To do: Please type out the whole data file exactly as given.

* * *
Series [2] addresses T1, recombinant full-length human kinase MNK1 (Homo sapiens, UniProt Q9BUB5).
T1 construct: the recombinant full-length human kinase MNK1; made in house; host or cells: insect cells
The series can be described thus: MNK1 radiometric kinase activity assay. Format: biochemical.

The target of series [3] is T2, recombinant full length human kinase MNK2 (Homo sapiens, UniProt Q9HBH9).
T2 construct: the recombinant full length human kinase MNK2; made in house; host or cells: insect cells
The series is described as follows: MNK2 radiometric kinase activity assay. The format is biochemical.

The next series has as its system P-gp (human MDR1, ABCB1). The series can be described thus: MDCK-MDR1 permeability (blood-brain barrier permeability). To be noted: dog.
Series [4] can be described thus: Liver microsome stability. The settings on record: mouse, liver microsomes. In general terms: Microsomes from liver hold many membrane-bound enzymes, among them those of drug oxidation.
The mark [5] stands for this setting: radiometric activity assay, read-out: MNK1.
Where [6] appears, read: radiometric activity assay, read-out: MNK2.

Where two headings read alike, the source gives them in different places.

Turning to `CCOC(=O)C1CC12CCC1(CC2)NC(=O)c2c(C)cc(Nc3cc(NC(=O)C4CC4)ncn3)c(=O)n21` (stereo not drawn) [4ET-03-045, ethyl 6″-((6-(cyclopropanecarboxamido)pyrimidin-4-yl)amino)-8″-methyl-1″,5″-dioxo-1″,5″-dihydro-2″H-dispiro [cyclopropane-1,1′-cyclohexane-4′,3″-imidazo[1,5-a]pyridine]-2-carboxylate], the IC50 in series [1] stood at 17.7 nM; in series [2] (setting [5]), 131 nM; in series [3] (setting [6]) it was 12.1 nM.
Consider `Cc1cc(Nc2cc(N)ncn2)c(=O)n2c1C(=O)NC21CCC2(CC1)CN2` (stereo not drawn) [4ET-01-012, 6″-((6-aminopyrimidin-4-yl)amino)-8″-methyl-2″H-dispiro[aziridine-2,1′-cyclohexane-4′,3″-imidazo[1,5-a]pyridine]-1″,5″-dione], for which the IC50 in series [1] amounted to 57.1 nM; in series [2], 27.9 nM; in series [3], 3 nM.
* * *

Series [2] addresses T1, recombinant full-length human kinase MNK1 (Homo sapiens, UniProt Q9BUB5).
T1 construct: the recombinant full-length human kinase MNK1; made in house; host or cells: insect cells
The series can be described thus: MNK1 radiometric kinase activity assay. Format: biochemical.

The target of series [3] is T2, recombinant full length human kinase MNK2 (Homo sapiens, UniProt Q9HBH9).
T2 construct: the recombinant full length human kinase MNK2; made in house; host or cells: insect cells
The series is described as follows: MNK2 radiometric kinase activity assay. The format is biochemical.

The next series has as its system P-gp (human MDR1, ABCB1). The series can be described thus: MDCK-MDR1 permeability (blood-brain barrier permeability). To be noted: dog.
Series [4] can be described thus: Liver microsome stability. The settings on record: mouse, liver microsomes. In general terms: Microsomes from liver hold many membrane-bound enzymes, among them those of drug oxidation.
The mark [5] stands for this setting: radiometric activity assay, read-out: MNK1.
Where [6] appears, read: radiometric activity assay, read-out: MNK2.

Where two headings read alike, the source gives them in different places.

Turning to `CCOC(=O)C1CC12CCC1(CC2)NC(=O)c2c(C)cc(Nc3cc(NC(=O)C4CC4)ncn3)c(=O)n21` (stereo not drawn) [4ET-03-045, ethyl 6″-((6-(cyclopropanecarboxamido)pyrimidin-4-yl)amino)-8″-methyl-1″,5″-dioxo-1″,5″-dihydro-2″H-dispiro [cyclopropane-1,1′-cyclohexane-4′,3″-imidazo[1,5-a]pyridine]-2-carboxylate], the IC50 in series [1] stood at 17.7 nM; in series [2] (setting [5]), 131 nM; in series [3] (setting [6]) it was 12.1 nM.
Consider `Cc1cc(Nc2cc(N)ncn2)c(=O)n2c1C(=O)NC21CCC2(CC1)CN2` (stereo not drawn) [4ET-01-012, 6″-((6-aminopyrimidin-4-yl)amino)-8″-methyl-2″H-dispiro[aziridine-2,1′-cyclohexane-4′,3″-imidazo[1,5-a]pyridine]-1″,5″-dione], for which the IC50 in series [1] amounted to 57.1 nM; in series [2], 27.9 nM; in series [3], 3 nM.